About PLS Toolbox and Solo
About PLS_Toolbox and Solo
PLS_Toolbox is a collection of essential and advanced chemometric routines built within the MATLAB® computational environment. It contains the tools required by engineers and scientists to explore their data and build predictive models. PLS_Toolbox gets its name from the Partial Least Squares (PLS) regression method, which has become the standard calibration method in many chemical applications. Although PLS_Toolbox has grown far beyond just PLS, the name remains.
Solo is PLS_Toolbox without MATLAB. We use the MATLAB® Compiler™ to compile all of the PLS_Toolbox GUI interfaces into a standalone application. The only difference between the two products is access to the MATLAB command line.
Users of earlier versions have provided much of the impetus for inclusion of additional routines and improvements to existing routines. We encourage you to make suggestions for routines you would find valuable for inclusion in future versions, and appreciate your comments on how we can improve PLS_Toolbox. We are especially indebted to those of you who have shared your routines and improvements to our routines with us.
PLS_Toolbox is frequently updated with new routines as research in the field of chemometrics continues. It is the intention Eigenvector Research Inc. to keep PLS_Toolbox as close to the state-of-the-art as practical. As our own research in chemometrics continues we will add routines that we find useful. Every attempt will be made to turn significant research results, whether our own or those of others, into working methods in the shortest time possible. New routines will initially be distributed to our users through our web site at www.eigenvector.com, and then incorporated into future versions of the toolbox. It is our goal to make PLS_Toolbox a repository of current state of the art techniques, and include these techniques long before stand-alone packages appear on the market.
MATLAB, an acronym for MATrix LABoratory, is a product of The MathWorks, Inc., of Natick, MA. It is a computational environment especially suited to problems in matrix algebra, allowing the user to do matrix computations using a command language that looks very much like standard linear algebra notation. MATLAB, which is required to run the toolbox routines, is not an inexpensive package. However, because of its large collection of built-in functions, easy to learn language and flexible environment, it is a great value. Another positive aspect of MATLAB is that it is available for many platforms, including Windows, Unix, Linux and Mac OS X. Thus, PLS_Toolbox can be run on any of these platforms, as can any other user defined functions.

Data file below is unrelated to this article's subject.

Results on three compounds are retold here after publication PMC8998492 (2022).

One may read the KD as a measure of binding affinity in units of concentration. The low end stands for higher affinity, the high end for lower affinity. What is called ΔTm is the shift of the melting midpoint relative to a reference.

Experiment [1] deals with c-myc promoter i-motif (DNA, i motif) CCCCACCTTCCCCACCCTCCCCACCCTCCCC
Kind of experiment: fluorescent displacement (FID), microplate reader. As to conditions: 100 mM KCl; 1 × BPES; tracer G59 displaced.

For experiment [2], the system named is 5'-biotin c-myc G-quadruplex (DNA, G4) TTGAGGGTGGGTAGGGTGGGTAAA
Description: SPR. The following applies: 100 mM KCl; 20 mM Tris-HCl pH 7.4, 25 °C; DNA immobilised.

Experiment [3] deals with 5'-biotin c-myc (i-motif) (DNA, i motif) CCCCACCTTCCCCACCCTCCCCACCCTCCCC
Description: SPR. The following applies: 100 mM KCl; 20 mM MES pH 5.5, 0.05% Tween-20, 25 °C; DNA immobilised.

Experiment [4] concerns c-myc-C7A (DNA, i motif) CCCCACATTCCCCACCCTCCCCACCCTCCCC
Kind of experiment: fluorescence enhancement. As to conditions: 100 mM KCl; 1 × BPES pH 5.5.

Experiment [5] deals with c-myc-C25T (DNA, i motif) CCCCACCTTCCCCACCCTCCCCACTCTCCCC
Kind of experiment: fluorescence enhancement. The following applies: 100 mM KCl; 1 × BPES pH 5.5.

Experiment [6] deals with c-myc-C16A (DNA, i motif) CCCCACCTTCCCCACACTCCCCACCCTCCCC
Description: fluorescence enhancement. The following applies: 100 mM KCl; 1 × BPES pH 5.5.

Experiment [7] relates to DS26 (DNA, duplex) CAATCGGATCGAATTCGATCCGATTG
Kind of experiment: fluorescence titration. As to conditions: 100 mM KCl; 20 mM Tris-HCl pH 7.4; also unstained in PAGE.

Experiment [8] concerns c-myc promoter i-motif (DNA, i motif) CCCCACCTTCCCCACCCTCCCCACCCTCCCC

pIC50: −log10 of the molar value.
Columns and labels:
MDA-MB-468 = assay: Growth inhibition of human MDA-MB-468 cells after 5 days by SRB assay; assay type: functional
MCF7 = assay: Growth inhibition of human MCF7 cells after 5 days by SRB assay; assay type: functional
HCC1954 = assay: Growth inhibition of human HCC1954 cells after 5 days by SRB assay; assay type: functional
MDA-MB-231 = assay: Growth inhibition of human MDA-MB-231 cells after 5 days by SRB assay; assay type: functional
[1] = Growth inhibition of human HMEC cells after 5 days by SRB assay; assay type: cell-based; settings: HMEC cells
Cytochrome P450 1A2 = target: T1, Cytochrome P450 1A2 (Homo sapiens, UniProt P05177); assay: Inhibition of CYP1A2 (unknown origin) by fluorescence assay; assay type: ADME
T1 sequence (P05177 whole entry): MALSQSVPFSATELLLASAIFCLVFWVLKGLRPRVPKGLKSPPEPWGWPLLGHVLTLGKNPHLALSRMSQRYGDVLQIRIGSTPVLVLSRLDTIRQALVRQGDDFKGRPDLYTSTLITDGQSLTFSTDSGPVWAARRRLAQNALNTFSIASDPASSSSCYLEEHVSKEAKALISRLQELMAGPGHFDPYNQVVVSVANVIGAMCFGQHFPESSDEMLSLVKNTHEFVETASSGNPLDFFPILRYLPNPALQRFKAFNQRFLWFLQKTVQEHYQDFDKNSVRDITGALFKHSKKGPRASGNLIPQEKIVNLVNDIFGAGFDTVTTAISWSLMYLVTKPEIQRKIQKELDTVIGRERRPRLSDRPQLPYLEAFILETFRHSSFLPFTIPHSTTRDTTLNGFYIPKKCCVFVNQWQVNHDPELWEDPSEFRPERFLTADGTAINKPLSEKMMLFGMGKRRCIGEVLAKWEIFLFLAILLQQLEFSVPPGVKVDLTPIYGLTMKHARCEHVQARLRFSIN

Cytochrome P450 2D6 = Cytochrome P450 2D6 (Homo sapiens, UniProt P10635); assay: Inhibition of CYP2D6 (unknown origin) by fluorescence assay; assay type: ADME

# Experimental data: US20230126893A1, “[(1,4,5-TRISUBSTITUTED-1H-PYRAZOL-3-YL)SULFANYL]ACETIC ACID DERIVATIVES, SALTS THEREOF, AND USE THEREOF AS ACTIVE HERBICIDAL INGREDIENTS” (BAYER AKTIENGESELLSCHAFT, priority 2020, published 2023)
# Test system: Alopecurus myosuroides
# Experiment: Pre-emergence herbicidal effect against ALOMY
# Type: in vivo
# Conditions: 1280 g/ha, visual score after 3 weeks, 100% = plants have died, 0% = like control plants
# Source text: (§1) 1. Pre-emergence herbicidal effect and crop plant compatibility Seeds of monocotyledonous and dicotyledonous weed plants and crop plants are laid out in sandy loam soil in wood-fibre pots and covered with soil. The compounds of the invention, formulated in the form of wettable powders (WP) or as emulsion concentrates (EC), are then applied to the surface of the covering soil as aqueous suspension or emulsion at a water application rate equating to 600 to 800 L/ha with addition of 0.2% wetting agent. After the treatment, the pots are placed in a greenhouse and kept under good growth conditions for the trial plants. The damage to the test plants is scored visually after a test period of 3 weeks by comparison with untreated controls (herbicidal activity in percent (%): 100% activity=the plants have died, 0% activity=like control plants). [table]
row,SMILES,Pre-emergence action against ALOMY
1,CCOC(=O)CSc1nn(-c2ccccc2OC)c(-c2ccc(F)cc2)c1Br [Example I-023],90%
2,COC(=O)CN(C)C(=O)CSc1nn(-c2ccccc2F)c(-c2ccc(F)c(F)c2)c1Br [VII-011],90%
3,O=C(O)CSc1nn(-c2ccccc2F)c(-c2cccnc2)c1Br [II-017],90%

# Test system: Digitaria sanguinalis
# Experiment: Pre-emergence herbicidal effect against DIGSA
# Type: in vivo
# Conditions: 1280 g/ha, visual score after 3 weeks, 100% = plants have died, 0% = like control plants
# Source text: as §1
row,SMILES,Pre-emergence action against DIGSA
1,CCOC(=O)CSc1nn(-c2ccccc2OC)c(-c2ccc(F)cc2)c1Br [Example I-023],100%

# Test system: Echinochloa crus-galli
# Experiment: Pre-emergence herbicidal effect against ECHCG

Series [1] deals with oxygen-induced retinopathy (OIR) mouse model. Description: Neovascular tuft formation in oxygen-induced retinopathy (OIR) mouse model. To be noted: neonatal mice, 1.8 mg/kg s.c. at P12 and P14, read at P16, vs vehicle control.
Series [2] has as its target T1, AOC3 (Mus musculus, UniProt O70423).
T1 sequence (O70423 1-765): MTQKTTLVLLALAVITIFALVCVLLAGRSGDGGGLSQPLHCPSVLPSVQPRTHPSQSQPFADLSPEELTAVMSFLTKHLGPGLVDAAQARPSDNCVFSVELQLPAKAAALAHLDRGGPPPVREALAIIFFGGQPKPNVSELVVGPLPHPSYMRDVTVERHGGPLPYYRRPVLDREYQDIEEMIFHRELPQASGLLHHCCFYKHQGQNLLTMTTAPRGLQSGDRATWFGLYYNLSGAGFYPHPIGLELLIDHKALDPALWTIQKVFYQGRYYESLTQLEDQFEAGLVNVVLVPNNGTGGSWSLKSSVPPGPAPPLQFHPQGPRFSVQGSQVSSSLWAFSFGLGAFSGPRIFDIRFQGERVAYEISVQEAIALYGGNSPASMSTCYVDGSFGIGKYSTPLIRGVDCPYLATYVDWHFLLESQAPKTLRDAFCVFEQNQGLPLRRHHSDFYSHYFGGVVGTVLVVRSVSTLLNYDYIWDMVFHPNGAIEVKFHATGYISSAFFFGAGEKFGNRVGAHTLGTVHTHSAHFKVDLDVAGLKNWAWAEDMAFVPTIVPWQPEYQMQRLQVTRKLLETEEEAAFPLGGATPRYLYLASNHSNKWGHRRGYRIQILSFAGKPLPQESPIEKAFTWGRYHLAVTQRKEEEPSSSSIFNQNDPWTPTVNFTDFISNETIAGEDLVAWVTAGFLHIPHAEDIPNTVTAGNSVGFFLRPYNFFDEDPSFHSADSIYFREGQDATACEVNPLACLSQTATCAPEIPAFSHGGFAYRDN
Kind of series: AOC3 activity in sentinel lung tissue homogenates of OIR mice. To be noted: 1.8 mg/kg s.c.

The inexperienced MATLAB user will probably want to become familiar with the MATLAB package before attempting to use PLS_Toolbox. We have provided a chapter in this manual that introduces the basic features of MATLAB required to run PLS_Toolbox. We also suggest reading the Getting Started with MATLAB guide that comes with MATLAB. While much of this guide covers material beyond what a PLS_Toolbox user requires, being knowledgeable about MATLAB will help improve the overall usefulness of PLS_Toolbox.
The user can obtain help on any of the functions in PLS_Toolbox simply by typing help functionname at the MATLAB prompt. A brief message will be printed to the screen that contains information about the function and gives its I/O format. Short help, which includes only the I/O format, can be obtained by typing just functionname at the prompt for functions that do not have a GUI interface. The MATLAB ‘lookfor’ command can be used to find routines in PLS_Toolbox that perform specific functions. In addition, the ‘helppls’ function, (executed by typing helppls at the command line), opens the MATLAB Help Browser with a list of PLS_Toolbox help topics.
We have written all the functions in PLS_Toolbox so that they use only the functions in the “kernel” of MATLAB versions 6.5 and above. None of the functions in this package require any functions from other MATLAB Toolboxes, (though in some instances they will call functions from other toolboxes if they are found). There are several of these Toolboxes that the user may find helpful, however. We have used the System Identification, Signal Processing, Optimization, and Control Toolboxes extensively and have found them to be very useful. These toolboxes are available through The MathWorks. They provide many tools that are complementary to those in PLS_Toolbox.